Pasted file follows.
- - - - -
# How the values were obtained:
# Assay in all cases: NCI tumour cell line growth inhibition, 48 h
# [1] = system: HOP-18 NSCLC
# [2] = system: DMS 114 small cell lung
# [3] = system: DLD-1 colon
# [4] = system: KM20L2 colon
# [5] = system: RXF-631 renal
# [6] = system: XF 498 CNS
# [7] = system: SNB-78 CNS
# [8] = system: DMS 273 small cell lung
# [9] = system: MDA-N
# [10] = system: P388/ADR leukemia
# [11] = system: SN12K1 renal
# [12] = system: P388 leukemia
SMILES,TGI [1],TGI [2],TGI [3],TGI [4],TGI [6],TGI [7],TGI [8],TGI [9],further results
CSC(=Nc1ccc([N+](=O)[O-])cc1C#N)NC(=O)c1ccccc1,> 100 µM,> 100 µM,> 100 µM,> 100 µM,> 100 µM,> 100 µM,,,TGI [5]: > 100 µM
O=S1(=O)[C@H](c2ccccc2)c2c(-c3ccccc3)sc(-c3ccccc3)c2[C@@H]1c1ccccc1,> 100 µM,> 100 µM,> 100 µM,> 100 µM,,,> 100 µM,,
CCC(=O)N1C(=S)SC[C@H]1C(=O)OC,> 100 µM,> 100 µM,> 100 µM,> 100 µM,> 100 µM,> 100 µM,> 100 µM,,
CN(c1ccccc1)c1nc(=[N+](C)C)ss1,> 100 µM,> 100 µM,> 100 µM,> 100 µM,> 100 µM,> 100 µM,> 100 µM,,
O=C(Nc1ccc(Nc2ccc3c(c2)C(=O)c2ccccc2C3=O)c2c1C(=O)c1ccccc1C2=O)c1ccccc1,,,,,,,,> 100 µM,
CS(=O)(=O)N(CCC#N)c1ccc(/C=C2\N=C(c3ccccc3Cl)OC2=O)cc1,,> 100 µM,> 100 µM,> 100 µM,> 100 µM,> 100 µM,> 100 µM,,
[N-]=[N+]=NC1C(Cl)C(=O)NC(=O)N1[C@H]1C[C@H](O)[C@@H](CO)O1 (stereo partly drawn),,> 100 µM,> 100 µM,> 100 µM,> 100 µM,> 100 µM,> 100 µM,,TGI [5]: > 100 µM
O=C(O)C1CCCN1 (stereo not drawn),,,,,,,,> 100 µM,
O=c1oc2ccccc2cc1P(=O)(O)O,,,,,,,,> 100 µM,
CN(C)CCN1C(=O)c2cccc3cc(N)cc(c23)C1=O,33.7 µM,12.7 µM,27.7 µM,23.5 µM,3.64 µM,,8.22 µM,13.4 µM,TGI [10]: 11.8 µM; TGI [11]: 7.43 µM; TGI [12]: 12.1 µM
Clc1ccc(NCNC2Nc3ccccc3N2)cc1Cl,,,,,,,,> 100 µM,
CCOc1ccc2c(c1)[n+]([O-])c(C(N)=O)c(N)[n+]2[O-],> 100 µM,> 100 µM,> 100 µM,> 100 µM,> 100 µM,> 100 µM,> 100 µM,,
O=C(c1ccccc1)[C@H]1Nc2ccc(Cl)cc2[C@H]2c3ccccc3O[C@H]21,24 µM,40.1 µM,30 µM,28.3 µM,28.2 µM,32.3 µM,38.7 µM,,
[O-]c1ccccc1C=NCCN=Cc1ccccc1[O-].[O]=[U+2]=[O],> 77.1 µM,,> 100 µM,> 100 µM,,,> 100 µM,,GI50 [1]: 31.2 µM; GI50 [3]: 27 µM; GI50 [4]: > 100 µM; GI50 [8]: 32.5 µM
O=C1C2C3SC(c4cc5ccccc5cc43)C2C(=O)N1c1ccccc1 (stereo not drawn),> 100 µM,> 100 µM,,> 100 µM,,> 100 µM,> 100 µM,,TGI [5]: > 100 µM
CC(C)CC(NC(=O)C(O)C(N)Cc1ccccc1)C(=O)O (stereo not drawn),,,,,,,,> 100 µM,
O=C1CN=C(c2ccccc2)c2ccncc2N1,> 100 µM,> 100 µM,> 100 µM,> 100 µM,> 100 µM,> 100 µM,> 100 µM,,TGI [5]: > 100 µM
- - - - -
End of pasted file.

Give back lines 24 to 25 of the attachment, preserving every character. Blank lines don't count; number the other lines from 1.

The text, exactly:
O=c1oc2ccccc2cc1P(=O)(O)O,,,,,,,,> 100 µM,
CN(C)CCN1C(=O)c2cccc3cc(N)cc(c23)C1=O,33.7 µM,12.7 µM,27.7 µM,23.5 µM,3.64 µM,,8.22 µM,13.4 µM,TGI [10]: 11.8 µM; TGI [11]: 7.43 µM; TGI [12]: 12.1 µM